The sting of that reality is more excruciating when you consider that just last year, Houston surrendered two first-rounders and two more pick swaps to turn Chris Paul - a better player, on a shorter contract, who actually fit beside Harden - into Westbrook.
That's the kind of backward asset management that turns contenders into pretenders.
Speaking of asset management: Washington trading Wall means the club got zero games played from its former franchise player since Wall's lucrative extension kicked in last year.
Still, in a deal with no clear winner, the Wizards are certainly the lesser loser.
Westbrook was the better player when both stars were at their peak, and he's certainly the safer bet now that Wall's become such an injured and uncertain commodity.
After contracting COVID-19 and dealing with a quad injury, Westbrook was a shell of himself during the summer restart. But with the Rockets going small and a clearer runway to attack in the paint, Westbrook averaged 30.7 points, eight rebounds, 6.8 assists, and 1.7 steals on nearly 51% shooting over a span of 34 games between early December and early March last season.
Though Westbrook's off-ball issues are well documented, and his taking the ball out of Bradley Beal's hands will be detrimental for Washington when Westbrook falls in love with his nonexistent jumper, he and Beal will immediately become one of the NBA's most dynamic backcourts should Westbrook play to his strengths, as he did for a sizable chunk of last season.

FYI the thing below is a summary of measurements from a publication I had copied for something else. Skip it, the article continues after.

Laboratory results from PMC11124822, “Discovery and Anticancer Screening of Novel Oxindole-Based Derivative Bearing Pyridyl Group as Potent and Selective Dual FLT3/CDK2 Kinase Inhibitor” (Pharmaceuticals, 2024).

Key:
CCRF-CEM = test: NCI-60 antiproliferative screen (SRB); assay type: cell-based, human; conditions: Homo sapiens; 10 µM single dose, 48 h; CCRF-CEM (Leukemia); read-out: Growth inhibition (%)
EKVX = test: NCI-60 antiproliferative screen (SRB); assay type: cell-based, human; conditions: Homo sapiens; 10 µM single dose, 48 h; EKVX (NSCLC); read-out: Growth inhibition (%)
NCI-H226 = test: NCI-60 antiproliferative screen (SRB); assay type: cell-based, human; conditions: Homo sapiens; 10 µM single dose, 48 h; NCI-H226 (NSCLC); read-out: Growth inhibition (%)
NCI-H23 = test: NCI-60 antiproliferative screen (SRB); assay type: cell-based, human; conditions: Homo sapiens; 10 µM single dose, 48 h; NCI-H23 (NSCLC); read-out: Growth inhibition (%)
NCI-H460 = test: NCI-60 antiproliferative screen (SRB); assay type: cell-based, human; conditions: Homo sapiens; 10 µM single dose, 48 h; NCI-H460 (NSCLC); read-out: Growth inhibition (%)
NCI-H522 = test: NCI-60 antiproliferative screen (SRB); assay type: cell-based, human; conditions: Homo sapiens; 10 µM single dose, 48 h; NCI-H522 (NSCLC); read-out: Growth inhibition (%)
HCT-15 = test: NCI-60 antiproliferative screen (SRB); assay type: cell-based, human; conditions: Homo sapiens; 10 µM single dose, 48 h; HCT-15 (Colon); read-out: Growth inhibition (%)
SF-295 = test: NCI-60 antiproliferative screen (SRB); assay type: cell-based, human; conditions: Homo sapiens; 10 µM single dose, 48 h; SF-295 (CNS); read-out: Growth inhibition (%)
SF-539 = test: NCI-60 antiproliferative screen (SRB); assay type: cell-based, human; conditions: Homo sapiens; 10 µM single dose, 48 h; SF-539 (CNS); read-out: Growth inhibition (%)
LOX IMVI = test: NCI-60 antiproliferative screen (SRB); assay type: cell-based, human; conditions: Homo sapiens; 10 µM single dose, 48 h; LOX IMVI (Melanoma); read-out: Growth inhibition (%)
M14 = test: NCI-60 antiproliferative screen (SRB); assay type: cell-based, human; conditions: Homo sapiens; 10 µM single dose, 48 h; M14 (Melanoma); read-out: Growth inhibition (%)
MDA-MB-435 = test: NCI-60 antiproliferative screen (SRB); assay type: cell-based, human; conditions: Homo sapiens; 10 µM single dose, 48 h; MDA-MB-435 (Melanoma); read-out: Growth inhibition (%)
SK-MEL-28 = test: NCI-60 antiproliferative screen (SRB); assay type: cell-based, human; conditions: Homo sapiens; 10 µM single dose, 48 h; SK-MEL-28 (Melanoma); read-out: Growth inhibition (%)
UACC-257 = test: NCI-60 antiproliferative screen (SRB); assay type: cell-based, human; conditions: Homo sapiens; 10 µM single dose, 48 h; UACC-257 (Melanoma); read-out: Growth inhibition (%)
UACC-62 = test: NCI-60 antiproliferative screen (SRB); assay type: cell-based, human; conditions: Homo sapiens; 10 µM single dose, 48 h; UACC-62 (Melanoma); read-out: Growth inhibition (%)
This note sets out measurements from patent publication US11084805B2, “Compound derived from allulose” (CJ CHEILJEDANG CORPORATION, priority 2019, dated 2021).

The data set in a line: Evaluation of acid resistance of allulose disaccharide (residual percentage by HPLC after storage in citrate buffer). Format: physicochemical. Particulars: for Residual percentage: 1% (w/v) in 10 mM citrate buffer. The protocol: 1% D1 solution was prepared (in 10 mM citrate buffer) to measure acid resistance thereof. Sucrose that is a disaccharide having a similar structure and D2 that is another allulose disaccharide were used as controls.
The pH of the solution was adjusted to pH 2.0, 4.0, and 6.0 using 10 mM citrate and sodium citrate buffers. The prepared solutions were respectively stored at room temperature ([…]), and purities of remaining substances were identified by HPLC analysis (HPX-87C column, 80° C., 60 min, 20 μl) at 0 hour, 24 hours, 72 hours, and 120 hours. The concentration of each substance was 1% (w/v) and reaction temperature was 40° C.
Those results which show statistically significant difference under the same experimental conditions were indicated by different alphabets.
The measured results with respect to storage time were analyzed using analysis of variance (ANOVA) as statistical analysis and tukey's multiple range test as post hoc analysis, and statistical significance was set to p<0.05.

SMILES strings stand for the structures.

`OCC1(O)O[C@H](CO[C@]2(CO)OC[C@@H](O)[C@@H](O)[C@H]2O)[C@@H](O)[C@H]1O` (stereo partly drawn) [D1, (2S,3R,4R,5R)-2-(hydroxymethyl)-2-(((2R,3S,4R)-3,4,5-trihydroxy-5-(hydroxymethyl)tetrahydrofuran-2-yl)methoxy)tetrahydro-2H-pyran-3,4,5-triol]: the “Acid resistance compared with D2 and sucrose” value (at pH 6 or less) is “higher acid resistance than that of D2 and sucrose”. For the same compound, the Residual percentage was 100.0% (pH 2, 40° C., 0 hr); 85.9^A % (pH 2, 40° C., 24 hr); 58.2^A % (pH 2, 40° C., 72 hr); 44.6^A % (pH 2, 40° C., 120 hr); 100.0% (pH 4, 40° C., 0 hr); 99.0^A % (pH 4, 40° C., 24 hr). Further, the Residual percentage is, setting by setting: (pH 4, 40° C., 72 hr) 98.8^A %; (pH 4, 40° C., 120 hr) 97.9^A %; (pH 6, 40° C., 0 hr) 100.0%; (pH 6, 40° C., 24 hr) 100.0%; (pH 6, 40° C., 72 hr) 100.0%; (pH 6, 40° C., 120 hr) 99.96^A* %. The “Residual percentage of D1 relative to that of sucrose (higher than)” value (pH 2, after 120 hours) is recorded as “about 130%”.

Beal, as a better shooter and more willing off-ball threat than Harden, also presents a much more seamless fit for Westbrook. In reuniting with Westbrook, head coach Scott Brooks could stagger his star backcourt's minutes to ensure one of Russ or Beal is on the court at all times (though Brooks has often been criticized for failing to stagger stars).
The Wizards will likely remain a defensive disaster, but with plenty of shooting around Beal and Westbrook, an offense that played at the fifth-fastest pace last season - and one that was surprisingly potent before being besieged by injuries - should be enough to get Washington back in the Eastern Conference playoff mix.
The Wizards should join the revamped Hawks in a two-team tier below the East's top seven, but from a talent perspective, both are closer to the Pacers than they are to a bottom-six group that's likely to include the Magic, Bulls, Hornets, Pistons, Knicks, and Cavaliers. At the very least, Washington should qualify for the 2021 play-in tournament that will involve teams No. 7-10 - a sobering new reality for Westbrook, who's used to playing for Western Conference teams with grander postseason ambitions.
After extending Beal last year, the Wizards have remained hellbent on keeping their other franchise cornerstone happy. Beal, in turn, has at least said the right things about wanting to remain in Washington for the life of his contract. Trading a future first-rounder and swapping one overpaid star for another in order to graduate from futility to mediocrity might seem like a shortsighted play, but the Wizards should be more competitive on a nightly basis, and if that keeps Beal happy and engaged, it's a worthwhile gamble.